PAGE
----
At the time of Great Prince Ivan III (1462-1505), St Daniel gave reminders of himself to his forgetful descendents. He appeared as a stranger to a youth who attended the Great Prince and said: “Don’t be afraid of me. I was a Christian and the master of this place, my name is Daniel Prince of Moscow, and by the will of God I am here. Tell Great Prince John about me saying: you are enjoying yourself while you have forgotten me, but God has not forgotten me.”

After this, the Great Prince ordered panikhidas for his ancestral princes to be sung in the cathedral. During the time of Tsar Ivan the Terrible, the dying son of a barge merchant was healed at the grave of St Daniel. The Tsar, struck by the miracle, renovated the ancient Danilov monastery and established a yearly church procession. The Metropolitan led the way to the the holy prince’s tomb, and served a panikhida there.

In 1652 holy Prince Daniel was glorified by the uncovering of his incorrupt relics, which were transferred on August 30 to the church dedicated to the Holy Fathers of the Seventh Ecumenical Council.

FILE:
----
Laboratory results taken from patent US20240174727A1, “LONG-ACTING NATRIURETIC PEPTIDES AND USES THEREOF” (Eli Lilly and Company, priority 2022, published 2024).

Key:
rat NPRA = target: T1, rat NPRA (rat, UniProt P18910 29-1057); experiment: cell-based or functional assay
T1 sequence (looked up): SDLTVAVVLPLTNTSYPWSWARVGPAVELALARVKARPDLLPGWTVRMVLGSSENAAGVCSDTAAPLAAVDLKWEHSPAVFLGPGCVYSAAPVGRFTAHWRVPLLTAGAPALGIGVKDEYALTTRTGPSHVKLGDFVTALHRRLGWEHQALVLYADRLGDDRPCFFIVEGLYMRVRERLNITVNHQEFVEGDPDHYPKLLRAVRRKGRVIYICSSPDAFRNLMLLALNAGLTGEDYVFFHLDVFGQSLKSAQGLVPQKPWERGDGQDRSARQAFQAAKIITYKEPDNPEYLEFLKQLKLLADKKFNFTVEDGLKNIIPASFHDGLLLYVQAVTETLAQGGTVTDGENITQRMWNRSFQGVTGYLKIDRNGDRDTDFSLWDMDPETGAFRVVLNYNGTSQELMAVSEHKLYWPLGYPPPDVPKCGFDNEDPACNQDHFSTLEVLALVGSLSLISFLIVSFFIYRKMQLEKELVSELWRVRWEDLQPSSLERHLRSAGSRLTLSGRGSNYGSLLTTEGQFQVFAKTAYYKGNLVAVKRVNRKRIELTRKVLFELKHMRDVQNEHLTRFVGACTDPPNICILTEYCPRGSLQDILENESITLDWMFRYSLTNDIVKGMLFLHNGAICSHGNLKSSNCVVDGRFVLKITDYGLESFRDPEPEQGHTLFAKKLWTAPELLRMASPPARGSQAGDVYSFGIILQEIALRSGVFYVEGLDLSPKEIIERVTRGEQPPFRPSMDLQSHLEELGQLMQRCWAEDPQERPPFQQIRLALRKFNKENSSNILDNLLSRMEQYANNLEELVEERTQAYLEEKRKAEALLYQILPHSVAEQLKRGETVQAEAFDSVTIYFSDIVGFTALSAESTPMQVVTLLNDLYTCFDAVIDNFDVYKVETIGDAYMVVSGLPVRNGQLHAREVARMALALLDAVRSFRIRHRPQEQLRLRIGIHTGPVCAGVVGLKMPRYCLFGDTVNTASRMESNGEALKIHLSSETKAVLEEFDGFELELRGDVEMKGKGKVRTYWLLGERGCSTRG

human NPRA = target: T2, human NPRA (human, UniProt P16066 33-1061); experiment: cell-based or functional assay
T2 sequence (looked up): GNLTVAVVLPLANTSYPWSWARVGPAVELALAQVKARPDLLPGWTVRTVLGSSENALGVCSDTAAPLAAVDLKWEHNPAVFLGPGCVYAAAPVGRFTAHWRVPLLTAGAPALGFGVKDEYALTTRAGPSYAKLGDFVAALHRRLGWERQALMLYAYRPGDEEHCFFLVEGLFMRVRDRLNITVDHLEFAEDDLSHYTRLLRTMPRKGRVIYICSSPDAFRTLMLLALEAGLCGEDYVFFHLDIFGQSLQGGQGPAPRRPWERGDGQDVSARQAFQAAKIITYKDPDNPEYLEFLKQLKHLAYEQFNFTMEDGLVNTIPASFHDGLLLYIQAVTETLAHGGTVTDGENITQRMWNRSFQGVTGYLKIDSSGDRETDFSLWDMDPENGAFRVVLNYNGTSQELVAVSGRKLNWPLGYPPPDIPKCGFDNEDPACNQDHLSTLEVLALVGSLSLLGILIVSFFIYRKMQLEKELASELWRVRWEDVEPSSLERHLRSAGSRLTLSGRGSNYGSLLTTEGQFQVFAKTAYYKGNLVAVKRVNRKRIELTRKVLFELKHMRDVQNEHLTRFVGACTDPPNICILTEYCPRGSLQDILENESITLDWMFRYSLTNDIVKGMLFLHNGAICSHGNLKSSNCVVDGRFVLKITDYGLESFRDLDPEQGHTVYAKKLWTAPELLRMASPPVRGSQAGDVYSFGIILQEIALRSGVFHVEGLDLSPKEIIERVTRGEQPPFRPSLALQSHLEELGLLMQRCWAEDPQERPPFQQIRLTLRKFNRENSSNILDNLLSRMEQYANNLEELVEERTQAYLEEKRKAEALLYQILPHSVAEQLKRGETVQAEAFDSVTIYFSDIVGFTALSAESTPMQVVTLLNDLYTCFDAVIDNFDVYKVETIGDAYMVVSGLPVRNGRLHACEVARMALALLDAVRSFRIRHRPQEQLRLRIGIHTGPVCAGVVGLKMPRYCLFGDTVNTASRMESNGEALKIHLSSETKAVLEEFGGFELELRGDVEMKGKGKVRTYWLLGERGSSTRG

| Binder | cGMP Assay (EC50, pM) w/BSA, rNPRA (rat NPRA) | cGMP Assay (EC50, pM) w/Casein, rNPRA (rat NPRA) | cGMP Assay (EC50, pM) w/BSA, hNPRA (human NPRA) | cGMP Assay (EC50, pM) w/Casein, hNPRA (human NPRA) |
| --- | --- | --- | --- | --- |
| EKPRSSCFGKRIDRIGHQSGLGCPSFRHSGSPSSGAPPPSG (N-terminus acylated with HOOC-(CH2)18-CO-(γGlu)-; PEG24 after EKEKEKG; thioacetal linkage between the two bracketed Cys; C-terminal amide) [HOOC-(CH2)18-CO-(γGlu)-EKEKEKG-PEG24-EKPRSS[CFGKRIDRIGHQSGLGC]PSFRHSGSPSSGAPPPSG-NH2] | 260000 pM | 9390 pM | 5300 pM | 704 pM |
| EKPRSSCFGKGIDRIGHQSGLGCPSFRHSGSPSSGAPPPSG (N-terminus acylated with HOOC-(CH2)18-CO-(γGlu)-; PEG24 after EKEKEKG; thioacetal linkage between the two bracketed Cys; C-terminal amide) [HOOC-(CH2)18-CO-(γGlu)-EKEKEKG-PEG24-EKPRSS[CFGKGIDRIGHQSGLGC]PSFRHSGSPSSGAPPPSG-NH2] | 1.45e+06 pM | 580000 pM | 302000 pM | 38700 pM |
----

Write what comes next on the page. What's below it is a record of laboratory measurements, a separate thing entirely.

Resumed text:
The holy relics were placed in a reliquary “to the glory of the Holy Trinity and for the healing of the infirm.” Metropolitan Platon of Moscow (+ 1812), in the Life of the holy prince which he compiled, writes: “The founder laid the foundation of Moscow’s grandeur, modestly making only a small path to it. Just as any edifice, which is not built with excessive haste, but rather with great artistry and skill, receives a particular firmness and stands indestructible for a long time; like a tall tree that grows for many centuries after beginning as a small sapling, then slowly becomes sturdier, with its branches spreading about far around, so this city was to grow from small, but firm beginnings, so that its first sparkle would not bedazzle the eyes of the envious, and so it would not be shaken or felled early on, before it had attained its full height. Thus did this founder prepare the great city given him, giving it a modest but steady radiance, undisturbed by any gusts of the wind. He left the great glory of its rise to his son Great Prince John, called Kalita.”